Impact of Hamilton sports center will be countywide, experts say

The former Champion Paper mill, once a symbol of Hamilton's industrial strength, is poised to again bring the city significant economic development — this time, in the form of a mammoth sports complex that can draw sports teams and their families and further contribute to the $35 million that such events are estimated to bring into Butler County's economy this year.

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Officials last week announced plans to start construction in early 2017 on the proposed "Spooky Nook at Champion Mill." Sam Beiler, founder of Spooky Nook Sports in the Lancaster, Pa., area, which claims to be the largest of its kind in the country, has said Hamilton's complex will be on the same scale. This year, the Pennsylvania facility is expected to draw 1 million visitors.

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“The local impact will be significant, especially during tournament weekends,” Hamilton City Manager Joshua Smith said. “Our hotel and the planned hotel (across the street from the sports complex) will be at capacity, restaurants/coffee shops/bars will be full, gas stations and other ancillary support uses should see a significant increase.”

Local schools and Miami University also will benefit “by having first-class space available for intramural activities, sporting events and sports training opportunities,” Smith added. And the county as a whole “will benefit due to the number of hotel rooms that will be required during tournament weekends, and the ability to host large conventions.”

Sporting events this year will bring an estimated $35 million into Butler County’s economy, according to Joshua Stephens, director of sports marketing and sales for the the Butler County Visitors Bureau.

Between sports events hosted by the visitors bureau and existing events supported by the organization, some 68 events on the 2016 sports calendar will attract an estimated 114,269 athletes and others to local tournaments.

Using the National Associations of Sports Commission Economic Impact Calculator, that works out to the $35 million impact, Stephens said.

Smith also said he foresees new residents moving to Hamilton because of the sports complex, which will be larger than 700,000 square feet, most of it indoors, but with at least one outdoor field and spaces for outdoor activities.

“I believe it will bring many new, permanent residents to Hamilton, due to families who have children that play sports or want to take advantage of specific sports training opportunities that will be offered,” Smith said. “I am most excited about how the complex can be utilized during the week and how that has the potential to assist many of our small businesses during times that otherwise may be slower for them.”

The city is working to transform Main Street in the area closest to the Great Miami River into an entertainment district that can host those sports families looking to let off steam after, or between, the big games.

Beiler last week told the Journal-News that he was confident the facility could be open by late 2018.

Primarily the facility will be a large sports complex with a fitness center and entertainment components, with a restaurant, hotel and bar across B Street.

“I think our draw on tournaments will extend 3½ hours drive-time,” Beiler said. “The mileage isn’t as important as the length of time, so as a straightaway highway, you’re going to reach out more miles, but back East, a 3½-hour radius from our property is very common, but we have many people coming from the other side of New York City, and that’s 4½ hours.”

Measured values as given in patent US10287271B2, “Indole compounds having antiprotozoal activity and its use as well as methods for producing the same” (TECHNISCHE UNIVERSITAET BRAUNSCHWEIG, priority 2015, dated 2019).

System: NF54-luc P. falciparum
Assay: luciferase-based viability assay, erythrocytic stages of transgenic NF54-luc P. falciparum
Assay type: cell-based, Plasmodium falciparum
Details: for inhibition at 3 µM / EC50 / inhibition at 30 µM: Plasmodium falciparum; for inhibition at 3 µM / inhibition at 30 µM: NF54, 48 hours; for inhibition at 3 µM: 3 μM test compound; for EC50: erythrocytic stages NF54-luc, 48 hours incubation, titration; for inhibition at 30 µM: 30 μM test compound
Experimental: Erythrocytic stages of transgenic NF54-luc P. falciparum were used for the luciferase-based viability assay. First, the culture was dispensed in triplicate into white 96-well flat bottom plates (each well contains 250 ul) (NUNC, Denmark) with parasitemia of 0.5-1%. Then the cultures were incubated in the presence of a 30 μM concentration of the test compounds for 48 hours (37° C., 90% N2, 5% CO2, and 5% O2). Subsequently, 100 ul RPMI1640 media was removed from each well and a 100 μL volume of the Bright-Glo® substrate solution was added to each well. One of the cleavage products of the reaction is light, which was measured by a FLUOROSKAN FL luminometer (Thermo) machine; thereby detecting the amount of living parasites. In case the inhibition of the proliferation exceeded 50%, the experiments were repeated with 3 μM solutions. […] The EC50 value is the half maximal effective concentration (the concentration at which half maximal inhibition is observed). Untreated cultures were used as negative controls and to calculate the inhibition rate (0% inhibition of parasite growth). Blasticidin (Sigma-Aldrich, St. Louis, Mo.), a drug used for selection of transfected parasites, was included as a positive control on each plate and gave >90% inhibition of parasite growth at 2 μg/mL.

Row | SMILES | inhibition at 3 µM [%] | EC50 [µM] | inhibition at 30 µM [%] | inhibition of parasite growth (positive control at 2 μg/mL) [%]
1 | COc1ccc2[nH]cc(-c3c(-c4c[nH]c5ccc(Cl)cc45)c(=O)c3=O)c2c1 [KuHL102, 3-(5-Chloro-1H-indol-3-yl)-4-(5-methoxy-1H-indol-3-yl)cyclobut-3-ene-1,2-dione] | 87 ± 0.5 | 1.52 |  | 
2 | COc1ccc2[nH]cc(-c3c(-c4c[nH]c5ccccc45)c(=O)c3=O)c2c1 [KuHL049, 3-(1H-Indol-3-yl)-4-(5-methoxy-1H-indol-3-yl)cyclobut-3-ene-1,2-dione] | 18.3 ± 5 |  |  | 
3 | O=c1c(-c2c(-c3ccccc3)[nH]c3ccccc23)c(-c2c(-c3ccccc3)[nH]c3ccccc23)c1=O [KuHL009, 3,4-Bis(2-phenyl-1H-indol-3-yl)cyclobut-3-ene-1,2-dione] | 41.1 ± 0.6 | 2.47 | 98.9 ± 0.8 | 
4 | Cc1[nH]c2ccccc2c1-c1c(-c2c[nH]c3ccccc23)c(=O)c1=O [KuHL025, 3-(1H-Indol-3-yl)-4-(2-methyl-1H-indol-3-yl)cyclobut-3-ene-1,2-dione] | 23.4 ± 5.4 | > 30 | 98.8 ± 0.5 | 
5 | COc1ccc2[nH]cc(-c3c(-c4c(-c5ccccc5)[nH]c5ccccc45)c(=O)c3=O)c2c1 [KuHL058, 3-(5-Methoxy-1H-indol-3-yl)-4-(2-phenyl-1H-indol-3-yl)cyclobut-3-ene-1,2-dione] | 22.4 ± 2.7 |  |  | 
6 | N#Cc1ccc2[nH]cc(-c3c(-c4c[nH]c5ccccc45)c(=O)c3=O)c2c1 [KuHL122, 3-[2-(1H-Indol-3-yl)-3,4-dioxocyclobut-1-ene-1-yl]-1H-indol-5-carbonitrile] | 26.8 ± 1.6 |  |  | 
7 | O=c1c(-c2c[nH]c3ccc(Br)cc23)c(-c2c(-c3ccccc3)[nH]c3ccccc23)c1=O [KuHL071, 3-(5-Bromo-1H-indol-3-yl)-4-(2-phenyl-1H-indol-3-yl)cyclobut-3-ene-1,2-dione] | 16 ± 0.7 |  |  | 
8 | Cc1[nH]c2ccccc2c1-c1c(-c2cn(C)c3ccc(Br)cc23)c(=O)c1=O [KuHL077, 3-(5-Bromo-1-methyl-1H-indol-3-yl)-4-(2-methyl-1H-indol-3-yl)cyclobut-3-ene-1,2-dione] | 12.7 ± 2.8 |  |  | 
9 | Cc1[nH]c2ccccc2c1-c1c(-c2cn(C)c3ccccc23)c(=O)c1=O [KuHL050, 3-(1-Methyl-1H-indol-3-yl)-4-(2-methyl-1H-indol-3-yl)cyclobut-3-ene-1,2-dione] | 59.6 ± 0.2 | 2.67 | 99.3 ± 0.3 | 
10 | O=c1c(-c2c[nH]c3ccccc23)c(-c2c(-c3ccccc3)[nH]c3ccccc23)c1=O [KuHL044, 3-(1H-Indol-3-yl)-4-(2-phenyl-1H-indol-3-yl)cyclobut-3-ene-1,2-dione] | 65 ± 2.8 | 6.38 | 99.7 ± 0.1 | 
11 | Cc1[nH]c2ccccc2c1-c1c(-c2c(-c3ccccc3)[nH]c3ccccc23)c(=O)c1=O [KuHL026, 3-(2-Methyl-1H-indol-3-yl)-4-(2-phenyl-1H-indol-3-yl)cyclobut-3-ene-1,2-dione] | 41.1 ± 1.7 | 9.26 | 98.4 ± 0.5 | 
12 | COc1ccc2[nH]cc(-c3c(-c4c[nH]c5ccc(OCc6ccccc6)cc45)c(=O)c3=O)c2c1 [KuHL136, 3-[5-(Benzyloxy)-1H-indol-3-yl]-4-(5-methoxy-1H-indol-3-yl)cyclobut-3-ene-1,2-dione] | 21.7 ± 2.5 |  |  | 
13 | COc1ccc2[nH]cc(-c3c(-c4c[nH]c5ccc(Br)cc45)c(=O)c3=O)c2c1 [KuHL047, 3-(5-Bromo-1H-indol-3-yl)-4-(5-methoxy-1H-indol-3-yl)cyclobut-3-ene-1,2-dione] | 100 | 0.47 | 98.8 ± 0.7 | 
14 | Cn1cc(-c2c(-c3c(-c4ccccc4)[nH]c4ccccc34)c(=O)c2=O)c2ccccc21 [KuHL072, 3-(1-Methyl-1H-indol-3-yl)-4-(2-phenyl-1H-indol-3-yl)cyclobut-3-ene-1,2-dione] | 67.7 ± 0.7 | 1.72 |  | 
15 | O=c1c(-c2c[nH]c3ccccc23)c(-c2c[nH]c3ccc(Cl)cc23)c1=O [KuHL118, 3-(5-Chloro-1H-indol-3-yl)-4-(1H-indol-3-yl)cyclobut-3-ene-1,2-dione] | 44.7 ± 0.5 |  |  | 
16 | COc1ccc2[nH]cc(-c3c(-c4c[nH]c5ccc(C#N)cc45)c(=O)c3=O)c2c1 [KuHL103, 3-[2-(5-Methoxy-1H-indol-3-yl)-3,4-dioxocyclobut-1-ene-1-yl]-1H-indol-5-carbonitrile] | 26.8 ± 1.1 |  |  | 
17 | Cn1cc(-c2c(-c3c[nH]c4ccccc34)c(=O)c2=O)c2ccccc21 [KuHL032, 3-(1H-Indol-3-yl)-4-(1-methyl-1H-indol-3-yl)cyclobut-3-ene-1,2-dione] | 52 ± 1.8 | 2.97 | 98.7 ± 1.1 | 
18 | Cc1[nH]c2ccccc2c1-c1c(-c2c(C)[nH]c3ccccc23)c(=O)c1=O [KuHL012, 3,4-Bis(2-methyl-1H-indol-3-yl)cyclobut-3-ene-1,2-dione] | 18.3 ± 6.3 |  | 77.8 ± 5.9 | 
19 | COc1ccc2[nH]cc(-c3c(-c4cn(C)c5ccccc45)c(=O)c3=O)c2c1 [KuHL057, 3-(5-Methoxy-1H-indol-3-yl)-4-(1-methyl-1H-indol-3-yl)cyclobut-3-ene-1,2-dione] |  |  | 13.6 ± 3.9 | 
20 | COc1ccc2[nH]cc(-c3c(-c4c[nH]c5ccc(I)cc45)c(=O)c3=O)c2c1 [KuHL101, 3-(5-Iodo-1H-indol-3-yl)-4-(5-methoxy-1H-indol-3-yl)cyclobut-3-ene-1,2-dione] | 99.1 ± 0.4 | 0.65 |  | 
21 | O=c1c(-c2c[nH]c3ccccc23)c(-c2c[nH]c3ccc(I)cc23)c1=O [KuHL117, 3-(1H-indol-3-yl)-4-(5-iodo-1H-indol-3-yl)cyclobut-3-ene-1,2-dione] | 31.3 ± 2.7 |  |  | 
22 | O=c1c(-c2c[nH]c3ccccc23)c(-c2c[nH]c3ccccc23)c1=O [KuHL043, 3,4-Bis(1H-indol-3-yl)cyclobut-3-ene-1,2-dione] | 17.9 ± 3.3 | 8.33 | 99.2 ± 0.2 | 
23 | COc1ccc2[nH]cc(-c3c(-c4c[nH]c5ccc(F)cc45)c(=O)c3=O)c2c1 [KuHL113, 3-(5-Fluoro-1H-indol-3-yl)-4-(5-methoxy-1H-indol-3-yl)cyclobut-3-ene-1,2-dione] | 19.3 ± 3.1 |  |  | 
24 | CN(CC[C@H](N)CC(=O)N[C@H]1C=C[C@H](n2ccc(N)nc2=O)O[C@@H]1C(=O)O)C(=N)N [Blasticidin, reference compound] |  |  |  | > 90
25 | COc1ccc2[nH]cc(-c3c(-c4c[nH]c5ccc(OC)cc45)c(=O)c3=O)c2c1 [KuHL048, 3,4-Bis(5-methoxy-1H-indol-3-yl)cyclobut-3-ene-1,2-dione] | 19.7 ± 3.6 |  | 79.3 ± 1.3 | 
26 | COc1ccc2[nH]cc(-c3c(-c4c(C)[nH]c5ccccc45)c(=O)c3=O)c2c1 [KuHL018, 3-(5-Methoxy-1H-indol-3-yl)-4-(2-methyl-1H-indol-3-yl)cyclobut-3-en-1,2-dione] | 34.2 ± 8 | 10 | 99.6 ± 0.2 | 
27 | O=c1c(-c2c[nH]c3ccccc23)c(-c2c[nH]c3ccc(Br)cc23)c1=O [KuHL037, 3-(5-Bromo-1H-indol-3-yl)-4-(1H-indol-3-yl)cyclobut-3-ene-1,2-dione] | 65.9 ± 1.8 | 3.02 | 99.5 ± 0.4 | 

“The draw is large for the youth tournaments — the large tournaments — people travel, and they travel far,” Beiler added. The business model is “recession-resistant,” he said, because families tend to continue traveling for their children’s tournaments even when the economy is bad.

“Families are deeply committed to youth sports, and it’s really become a part of their fabric, and we find in many cases they are wrapping their vacation into the tournament travel,” he added. “So we get what we call ‘bookends’ — they come a day early, they stay a day late, and the tournament may run the extent of the weekend.”

What made Spooky Nook want to locate in Hamilton?

Two things, Beiler said.

In spending time with city officials, “it was clear they had a different approach to redevelopment,” he said. “My confidence in Joshua and city administrators is very high. They recognize and appreciate that business is hard enough. Business is very challenging, and they view a part of their job to remove obstacles, not create them.”

The other factor was area demographics, he said.

“The overall household income here is very similar” to that of the Lancaster, Pa., area, said Beiler, whose company examined demographics within 15-, 30-, and 60 minutes of the facility. Also, “the household population is significantly higher, by 800,000 people within that hour, and the interest in participation at the youth sports level is very high.”

In researching the region’s demographics, Spooky Nook made many dozens of calls to various youth clubs to understand who they are, what they do and how many people are involved with each, he said, “because a part of what we want to do is provide a service option for the existing sports clubs in the area — additional training, space for training, especially indoor space.”

“In our research phase, it became clear,” he said. “I think we’d be very successful here.”

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